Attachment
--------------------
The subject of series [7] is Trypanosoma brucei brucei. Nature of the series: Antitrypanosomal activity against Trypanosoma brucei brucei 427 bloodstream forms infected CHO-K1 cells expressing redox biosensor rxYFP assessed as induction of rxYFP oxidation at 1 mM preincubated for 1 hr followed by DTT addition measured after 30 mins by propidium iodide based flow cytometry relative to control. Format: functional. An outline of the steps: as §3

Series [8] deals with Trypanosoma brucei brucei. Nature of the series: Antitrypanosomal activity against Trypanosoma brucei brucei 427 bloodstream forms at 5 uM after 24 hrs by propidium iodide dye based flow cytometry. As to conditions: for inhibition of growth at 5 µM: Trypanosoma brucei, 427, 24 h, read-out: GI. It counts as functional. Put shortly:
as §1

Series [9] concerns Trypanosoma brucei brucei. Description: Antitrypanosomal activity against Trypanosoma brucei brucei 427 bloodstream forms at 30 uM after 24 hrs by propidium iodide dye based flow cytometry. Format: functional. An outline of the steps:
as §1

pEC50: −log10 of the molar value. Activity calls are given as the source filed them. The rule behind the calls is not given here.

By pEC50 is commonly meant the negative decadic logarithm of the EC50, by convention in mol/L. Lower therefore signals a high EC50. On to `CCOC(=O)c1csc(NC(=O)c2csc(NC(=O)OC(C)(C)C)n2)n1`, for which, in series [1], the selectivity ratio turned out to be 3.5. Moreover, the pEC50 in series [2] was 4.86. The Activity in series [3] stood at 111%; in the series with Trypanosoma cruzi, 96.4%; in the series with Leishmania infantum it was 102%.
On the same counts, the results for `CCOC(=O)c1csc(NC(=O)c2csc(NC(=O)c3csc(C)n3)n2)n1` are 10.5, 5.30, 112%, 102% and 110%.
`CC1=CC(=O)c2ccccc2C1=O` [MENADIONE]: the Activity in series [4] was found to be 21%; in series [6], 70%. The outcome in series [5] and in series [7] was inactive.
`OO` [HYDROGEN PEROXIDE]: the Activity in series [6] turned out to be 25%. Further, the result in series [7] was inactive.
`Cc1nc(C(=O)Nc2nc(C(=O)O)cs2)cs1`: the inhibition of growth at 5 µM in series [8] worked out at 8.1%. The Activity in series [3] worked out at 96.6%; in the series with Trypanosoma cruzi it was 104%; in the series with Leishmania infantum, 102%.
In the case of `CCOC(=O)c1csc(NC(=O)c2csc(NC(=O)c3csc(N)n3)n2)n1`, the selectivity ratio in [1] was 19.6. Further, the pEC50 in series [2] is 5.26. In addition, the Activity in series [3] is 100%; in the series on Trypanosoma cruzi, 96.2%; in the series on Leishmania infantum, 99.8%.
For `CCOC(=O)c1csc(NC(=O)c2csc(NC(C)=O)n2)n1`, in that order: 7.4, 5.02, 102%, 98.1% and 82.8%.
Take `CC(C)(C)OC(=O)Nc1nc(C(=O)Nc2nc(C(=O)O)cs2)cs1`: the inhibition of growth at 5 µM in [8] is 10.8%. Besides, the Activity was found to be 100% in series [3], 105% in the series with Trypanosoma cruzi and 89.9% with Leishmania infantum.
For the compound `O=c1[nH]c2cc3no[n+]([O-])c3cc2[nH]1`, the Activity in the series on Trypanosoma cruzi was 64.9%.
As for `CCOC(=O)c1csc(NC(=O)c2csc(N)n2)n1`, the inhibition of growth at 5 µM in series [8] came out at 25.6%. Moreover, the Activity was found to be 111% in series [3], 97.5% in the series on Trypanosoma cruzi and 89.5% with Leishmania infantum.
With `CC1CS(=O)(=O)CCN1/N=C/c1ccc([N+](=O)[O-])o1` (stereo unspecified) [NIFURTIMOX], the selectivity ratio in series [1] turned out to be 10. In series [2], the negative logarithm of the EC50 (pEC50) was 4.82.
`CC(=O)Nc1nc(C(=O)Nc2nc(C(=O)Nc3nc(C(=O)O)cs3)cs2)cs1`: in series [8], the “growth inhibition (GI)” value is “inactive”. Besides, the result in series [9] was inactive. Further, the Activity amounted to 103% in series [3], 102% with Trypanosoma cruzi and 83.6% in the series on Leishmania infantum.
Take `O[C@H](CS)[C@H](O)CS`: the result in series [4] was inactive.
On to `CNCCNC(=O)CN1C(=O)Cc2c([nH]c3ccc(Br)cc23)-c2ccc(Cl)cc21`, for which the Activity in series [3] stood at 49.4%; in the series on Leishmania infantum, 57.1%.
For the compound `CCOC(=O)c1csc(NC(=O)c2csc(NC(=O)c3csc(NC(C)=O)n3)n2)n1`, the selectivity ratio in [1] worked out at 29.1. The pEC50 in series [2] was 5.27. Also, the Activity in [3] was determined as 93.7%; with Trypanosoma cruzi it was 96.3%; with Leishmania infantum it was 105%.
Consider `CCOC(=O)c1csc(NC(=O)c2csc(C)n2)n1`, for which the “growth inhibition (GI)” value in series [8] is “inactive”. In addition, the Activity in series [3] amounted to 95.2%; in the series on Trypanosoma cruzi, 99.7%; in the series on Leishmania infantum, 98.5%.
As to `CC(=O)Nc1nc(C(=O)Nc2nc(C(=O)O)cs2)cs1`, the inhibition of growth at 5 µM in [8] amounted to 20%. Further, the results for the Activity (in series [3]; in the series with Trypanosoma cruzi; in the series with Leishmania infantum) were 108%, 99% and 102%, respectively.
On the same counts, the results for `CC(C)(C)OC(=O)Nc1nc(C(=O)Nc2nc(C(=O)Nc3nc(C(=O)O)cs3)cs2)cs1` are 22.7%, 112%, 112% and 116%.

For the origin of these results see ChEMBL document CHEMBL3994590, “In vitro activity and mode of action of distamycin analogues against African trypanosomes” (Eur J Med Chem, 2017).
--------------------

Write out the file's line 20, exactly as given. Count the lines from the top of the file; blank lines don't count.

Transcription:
On to `CNCCNC(=O)CN1C(=O)Cc2c([nH]c3ccc(Br)cc23)-c2ccc(Cl)cc21`, for which the Activity in series [3] stood at 49.4%; in the series on Leishmania infantum, 57.1%.